San Pedro Guatemala is a very difficult place to get to but it is worth every minute of the trip. We rented an SUV in Guatemala City. The trip including a lunch stop was about 3 1/2 hours. Upon arrival, I felt like I had been teleported to an alternative universe due to the contrast between the surrounding area and the town itself.
The town is an isolated spot nested in the Mountains on Lake Atitilan. The roads into San Pedro are steep, narrow, and dangerous. The last hour of the drive took us through mountainous 45 degree roads dotted with foot deep potholes. We saw quite a few “Chicken Buses” navigating the roads and it appeared they were close to tipping over on some of the very steep roads. Livestock on the roads is common. To avoid driving to and from San Pedro many people travel to Panajachal on the opposite side of the Lake and catch a taxi or bus from there.
Guatemala City is a large, loud, busy, city with people willing to kill each other on the highways to gain an extra 5 seconds of time. From there, we drove into the hilly and then mountainous rural areas where the average family struggles to make ends meet. San Pedro is unlike anywhere we have been in Guatemala. It has a mixture of the following residents and visitors:
- International travelers from every continent in the world, many with backpacks and a high percentage of 20 to 30 year olds
- Ex-Patriots and hippy types who had moved to San Pedro often on a temporary basis but never left
- Retirees from around the world who love the perfect climate and breath-taking scenery and decided to live there
- Local Guatemalan citizens, many who have become more westernized due to growing up with international travelers and working in the tourism industry. Many speak english.
- Guatemalan citizens that are like the citizens in any other rural area of Guatemala
San Pedro is located on a volcanic lake which is 1100 feet deep but the elevation at the surface of the lake is over a mile high in elevation. The temperature tends to dip no lower than 50 degrees at night and no higher than about 80 degrees in the day year round. We wore shorts, t-shirts and sandals most of the time. The scenery, as you will see in our photos is incredible.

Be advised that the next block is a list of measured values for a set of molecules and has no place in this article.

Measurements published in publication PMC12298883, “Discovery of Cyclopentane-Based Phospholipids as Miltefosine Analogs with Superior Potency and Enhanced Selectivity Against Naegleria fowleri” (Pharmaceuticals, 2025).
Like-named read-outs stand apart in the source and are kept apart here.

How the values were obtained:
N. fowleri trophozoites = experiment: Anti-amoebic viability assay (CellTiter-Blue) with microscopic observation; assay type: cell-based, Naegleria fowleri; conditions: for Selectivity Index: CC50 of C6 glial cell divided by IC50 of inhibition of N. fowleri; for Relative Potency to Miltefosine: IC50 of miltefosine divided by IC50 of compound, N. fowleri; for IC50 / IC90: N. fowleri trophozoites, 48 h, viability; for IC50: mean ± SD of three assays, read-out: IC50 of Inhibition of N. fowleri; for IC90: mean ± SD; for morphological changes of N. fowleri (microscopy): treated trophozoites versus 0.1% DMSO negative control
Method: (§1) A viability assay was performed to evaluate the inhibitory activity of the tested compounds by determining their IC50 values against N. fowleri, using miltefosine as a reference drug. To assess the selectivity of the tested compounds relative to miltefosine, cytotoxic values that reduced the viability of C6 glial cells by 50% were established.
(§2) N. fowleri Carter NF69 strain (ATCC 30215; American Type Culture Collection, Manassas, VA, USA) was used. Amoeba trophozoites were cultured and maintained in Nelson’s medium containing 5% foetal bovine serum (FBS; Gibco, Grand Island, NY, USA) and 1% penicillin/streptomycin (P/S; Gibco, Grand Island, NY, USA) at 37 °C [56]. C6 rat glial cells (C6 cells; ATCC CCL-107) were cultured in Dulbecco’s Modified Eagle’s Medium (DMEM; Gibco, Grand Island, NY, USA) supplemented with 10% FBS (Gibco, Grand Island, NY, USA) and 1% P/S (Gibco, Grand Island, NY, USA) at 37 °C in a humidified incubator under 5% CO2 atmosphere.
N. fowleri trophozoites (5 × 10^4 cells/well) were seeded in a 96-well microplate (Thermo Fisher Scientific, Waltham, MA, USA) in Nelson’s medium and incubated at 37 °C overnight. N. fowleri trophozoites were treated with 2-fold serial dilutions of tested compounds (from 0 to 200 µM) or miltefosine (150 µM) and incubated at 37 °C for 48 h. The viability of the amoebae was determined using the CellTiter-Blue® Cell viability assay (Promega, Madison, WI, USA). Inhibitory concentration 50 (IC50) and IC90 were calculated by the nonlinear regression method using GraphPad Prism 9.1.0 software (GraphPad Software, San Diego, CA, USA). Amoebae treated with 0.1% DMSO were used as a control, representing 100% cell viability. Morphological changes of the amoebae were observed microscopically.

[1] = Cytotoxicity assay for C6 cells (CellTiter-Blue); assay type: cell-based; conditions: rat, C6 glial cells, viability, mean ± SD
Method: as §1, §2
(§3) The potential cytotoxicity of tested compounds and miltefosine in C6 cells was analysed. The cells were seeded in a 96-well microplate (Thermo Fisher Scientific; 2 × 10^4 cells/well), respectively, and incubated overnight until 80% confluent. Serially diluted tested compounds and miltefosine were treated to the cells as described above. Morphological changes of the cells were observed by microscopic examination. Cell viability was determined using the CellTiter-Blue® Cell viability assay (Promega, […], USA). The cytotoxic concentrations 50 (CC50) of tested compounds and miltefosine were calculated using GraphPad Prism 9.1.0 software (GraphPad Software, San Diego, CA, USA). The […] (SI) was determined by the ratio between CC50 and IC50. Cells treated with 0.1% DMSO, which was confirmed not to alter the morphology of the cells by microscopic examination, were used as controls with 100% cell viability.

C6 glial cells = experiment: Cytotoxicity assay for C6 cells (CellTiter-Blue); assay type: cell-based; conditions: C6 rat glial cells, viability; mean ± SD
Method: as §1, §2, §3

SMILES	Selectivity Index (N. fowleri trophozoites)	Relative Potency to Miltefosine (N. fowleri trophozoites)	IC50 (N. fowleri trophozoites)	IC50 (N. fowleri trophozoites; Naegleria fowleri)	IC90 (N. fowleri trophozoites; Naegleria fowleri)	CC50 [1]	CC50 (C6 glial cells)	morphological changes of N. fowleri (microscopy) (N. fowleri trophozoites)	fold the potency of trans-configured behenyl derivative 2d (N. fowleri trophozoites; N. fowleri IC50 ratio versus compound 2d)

What to do in San Pedro
The downtown area near the lake (where the fun crowd hangs out) is a cobweb of alleys, narrow streets and walking paths. Many of the streets are too narrow for an automobile so don’t bring one if you can help it. Most people get around on Tuk Tuks, motorized 3 wheelers that transport locals and tourists for a small fee. Ask upfront for the fee before going for your ride. Fifty cents is a good average for a trip across town.
Everything in San Pedro can be reached by walking or taking a Tuk Tuk ride (pronounced toook toook). There is an overabundance of restaurants and bars. These tend to be very laid back tiki hut type places and just about all are open to the breezes. I don’t think anywhere has climate control. It’s just not needed since the year round climate keeps the temperature between 50 degrees at night and about 80 degrees in the day.
The prices are very cheap. You can drink beers and cocktails for 15Q to 20Q which is equivalent to about $2 to $3 US. for lunch and dinner, you rarely need to spend more than 70Q or about $10 US for a meal and good meals can be purchased for much less if you are on a budget or avoid the tourist places.